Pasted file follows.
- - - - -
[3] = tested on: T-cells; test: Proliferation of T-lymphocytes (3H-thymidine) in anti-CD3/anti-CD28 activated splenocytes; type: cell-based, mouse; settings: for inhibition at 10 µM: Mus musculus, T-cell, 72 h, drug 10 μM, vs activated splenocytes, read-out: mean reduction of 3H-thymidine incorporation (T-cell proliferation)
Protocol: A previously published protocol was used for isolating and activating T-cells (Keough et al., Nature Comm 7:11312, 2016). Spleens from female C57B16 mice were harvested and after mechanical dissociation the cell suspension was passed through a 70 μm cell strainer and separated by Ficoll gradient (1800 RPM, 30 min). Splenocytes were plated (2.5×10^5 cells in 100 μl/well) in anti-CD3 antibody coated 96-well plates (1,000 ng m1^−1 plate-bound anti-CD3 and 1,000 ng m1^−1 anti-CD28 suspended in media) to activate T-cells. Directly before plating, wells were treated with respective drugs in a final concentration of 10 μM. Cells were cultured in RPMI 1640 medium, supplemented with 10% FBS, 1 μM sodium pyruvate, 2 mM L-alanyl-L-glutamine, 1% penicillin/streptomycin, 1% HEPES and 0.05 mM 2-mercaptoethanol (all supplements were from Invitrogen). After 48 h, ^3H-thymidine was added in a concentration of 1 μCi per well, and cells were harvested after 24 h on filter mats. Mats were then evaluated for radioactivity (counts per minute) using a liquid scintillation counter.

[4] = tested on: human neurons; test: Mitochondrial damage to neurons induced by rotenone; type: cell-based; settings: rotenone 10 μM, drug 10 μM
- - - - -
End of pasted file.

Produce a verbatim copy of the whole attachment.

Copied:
[3] = tested on: T-cells; test: Proliferation of T-lymphocytes (3H-thymidine) in anti-CD3/anti-CD28 activated splenocytes; type: cell-based, mouse; settings: for inhibition at 10 µM: Mus musculus, T-cell, 72 h, drug 10 μM, vs activated splenocytes, read-out: mean reduction of 3H-thymidine incorporation (T-cell proliferation)
Protocol: A previously published protocol was used for isolating and activating T-cells (Keough et al., Nature Comm 7:11312, 2016). Spleens from female C57B16 mice were harvested and after mechanical dissociation the cell suspension was passed through a 70 μm cell strainer and separated by Ficoll gradient (1800 RPM, 30 min). Splenocytes were plated (2.5×10^5 cells in 100 μl/well) in anti-CD3 antibody coated 96-well plates (1,000 ng m1^−1 plate-bound anti-CD3 and 1,000 ng m1^−1 anti-CD28 suspended in media) to activate T-cells. Directly before plating, wells were treated with respective drugs in a final concentration of 10 μM. Cells were cultured in RPMI 1640 medium, supplemented with 10% FBS, 1 μM sodium pyruvate, 2 mM L-alanyl-L-glutamine, 1% penicillin/streptomycin, 1% HEPES and 0.05 mM 2-mercaptoethanol (all supplements were from Invitrogen). After 48 h, ^3H-thymidine was added in a concentration of 1 μCi per well, and cells were harvested after 24 h on filter mats. Mats were then evaluated for radioactivity (counts per minute) using a liquid scintillation counter.

[4] = tested on: human neurons; test: Mitochondrial damage to neurons induced by rotenone; type: cell-based; settings: rotenone 10 μM, drug 10 μM